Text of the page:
- The Washington Times - Monday, June 26, 2006

MIAMI — Charale Hudson never could get a fix on the strange men exercising at night outside the warehouse they guarded so meticulously.

“One day, they said they were fixing the old place up and opening up a store, but then they’d spend all night standing outside guarding the place, not talking to no one,” said Mr. Hudson, a longtime resident of the northern Miami neighborhood known as Liberty City.

FBI and local law-enforcement authorities in Liberty City last week arrested seven men suspected of conspiring to commit terror acts, including the destruction of the Sears Tower in Chicago and FBI buildings in five cities.

They are suspected of hatching the plot in the shabby orange and cement-colored warehouse they called “the Temple.” Locals said the building was once a store, but the men used its junk-cluttered courtyard to practice martial arts and perform calisthenics.

“They was out there exercising all night sometimes, doing karate and stuff,” said Beverly Smith, 47. “We all thought something strange was going on there, but who knew they was terrorists?”

Courts have not determined whether the men are guilty, but the court of public opinion on the streets of this mostly Haitian neighborhood has convicted them.

Converging at a corner store near the warehouse, Miss Smith, Mr. Hudson and others compare rumors about activities in the infamous Temple, which normally blends in with the other homes and businesses in the neighborhood.

An indictment accuses the seven men of trying to procure weapons and arms from a man they thought was an al Qaeda operative. The man, however, was working with federal authorities.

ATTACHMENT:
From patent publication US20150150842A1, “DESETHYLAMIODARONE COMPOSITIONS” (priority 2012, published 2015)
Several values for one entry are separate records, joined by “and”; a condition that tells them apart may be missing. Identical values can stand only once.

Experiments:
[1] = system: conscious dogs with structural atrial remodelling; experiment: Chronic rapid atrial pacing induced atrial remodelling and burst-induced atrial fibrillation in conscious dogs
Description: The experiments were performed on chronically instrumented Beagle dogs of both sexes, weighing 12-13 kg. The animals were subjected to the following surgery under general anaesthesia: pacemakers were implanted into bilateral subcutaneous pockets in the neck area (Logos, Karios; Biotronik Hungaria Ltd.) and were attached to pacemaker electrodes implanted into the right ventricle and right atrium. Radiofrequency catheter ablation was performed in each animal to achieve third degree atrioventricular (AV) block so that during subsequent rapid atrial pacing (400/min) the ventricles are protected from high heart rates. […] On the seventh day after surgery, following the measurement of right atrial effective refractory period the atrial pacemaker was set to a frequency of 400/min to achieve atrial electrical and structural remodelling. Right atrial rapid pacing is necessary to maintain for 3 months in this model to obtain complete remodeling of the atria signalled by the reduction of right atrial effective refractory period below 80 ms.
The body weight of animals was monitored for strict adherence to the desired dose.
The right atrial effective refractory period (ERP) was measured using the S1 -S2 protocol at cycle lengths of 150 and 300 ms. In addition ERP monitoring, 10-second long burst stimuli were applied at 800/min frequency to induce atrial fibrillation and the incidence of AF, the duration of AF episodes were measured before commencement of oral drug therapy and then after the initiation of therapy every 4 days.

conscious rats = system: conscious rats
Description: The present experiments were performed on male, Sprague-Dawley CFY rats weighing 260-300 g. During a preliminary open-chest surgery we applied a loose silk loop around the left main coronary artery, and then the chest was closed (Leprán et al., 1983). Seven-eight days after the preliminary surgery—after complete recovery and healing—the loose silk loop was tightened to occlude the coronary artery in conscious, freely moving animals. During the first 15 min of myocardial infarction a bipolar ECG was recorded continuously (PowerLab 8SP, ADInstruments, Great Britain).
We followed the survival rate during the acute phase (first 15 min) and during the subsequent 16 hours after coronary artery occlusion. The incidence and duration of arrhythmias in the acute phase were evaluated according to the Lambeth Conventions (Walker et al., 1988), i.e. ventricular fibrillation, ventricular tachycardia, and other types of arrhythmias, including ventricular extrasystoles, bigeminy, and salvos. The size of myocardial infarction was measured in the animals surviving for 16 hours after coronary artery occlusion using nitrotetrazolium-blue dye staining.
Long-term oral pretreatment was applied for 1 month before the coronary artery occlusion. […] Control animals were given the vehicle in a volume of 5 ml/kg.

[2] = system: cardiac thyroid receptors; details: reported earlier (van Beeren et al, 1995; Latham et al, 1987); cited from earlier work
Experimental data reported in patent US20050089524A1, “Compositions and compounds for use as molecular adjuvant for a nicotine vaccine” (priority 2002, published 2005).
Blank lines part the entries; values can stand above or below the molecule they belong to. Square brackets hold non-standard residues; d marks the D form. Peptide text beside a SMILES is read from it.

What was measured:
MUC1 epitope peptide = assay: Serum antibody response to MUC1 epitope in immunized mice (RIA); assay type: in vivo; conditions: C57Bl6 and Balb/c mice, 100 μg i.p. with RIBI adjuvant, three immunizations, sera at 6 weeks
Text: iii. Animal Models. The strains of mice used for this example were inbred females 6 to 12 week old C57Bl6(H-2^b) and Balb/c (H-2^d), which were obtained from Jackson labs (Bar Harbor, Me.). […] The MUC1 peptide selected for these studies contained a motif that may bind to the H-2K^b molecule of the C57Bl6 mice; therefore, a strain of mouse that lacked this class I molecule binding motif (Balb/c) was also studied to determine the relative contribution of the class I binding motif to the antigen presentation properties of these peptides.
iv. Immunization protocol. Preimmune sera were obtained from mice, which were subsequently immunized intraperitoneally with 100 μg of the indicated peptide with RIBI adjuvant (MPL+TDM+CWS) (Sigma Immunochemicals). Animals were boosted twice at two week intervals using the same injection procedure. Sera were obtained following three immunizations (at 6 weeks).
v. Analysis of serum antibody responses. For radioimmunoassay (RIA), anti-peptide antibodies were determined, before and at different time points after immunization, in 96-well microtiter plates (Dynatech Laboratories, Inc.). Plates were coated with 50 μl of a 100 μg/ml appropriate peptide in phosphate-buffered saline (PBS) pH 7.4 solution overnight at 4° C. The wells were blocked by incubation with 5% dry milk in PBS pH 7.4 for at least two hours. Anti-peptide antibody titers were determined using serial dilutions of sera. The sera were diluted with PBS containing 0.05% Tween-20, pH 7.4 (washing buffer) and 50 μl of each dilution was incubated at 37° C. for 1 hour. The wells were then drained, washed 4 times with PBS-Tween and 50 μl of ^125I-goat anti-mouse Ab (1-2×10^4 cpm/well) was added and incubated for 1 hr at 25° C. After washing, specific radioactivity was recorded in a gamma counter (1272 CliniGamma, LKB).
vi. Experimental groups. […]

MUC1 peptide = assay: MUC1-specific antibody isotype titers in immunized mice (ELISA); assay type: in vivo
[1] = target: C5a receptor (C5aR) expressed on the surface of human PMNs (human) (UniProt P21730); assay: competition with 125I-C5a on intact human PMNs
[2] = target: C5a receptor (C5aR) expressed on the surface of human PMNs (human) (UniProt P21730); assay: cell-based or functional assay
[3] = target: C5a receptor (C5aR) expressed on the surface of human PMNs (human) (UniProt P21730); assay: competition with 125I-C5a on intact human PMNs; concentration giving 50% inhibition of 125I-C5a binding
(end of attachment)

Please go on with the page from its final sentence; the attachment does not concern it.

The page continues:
For many neighborhood residents milling along 15th Avenue in front of the warehouse, that is enough proof of guilt.

Across the avenue facing the warehouse are rows of low-income tenements with garbage-strewn lawns. Old tires and broken bottles litter the parking lot. Several residents peek outside at the television vans and reporters jockeying to get the best shot of the drab, nondescript building.

“We didn’t know they were holding meetings in there to kill nobody,” said Michelle, 38, a housewife who declined to give her last name.

“You should have known,” her husband shouted from inside the house, reminding her that he had told her time and time again that something fishy was going on in that warehouse.

Leaning out her kitchen window, Michelle acknowledged that her husband was right and recounted the times she saw police patrolling the avenue in cars, passing the warehouse while it was being guarded by two men wearing black masks.

“The police were up and down that street all night. Why didn’t they ever say nothing?” she asked.

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